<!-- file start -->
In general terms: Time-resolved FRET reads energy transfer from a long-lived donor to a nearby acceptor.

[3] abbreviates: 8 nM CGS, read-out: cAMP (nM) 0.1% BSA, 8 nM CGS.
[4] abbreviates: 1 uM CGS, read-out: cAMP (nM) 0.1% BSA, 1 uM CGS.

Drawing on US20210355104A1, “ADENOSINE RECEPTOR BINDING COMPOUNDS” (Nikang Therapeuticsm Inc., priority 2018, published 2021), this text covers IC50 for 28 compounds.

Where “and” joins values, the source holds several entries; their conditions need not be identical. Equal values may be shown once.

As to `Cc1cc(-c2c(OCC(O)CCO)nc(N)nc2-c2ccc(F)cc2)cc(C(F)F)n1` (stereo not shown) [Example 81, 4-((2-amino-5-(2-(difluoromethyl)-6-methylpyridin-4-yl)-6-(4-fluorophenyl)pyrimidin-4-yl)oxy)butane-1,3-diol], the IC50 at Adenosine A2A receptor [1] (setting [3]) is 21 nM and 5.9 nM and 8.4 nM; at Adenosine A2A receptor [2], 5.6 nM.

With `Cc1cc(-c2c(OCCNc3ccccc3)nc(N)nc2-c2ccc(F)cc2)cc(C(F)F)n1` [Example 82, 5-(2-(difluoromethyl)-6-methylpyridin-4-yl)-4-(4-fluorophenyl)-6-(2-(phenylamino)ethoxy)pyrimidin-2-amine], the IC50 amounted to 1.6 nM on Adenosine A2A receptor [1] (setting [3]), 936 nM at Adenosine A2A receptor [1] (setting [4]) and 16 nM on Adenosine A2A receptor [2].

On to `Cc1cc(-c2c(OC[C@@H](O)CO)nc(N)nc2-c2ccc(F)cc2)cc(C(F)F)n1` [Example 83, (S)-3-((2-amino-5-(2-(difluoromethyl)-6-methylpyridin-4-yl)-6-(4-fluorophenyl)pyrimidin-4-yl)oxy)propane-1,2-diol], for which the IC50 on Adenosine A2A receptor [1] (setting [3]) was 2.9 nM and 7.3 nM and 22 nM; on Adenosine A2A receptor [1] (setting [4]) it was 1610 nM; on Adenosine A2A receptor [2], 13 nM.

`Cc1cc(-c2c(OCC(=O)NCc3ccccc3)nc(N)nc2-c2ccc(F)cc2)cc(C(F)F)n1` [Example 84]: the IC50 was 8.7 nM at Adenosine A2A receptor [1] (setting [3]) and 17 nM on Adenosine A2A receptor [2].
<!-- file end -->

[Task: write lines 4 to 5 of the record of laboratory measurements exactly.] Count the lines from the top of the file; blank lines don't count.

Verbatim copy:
Drawing on US20210355104A1, “ADENOSINE RECEPTOR BINDING COMPOUNDS” (Nikang Therapeuticsm Inc., priority 2018, published 2021), this text covers IC50 for 28 compounds.

Where “and” joins values, the source holds several entries; their conditions need not be identical. Equal values may be shown once.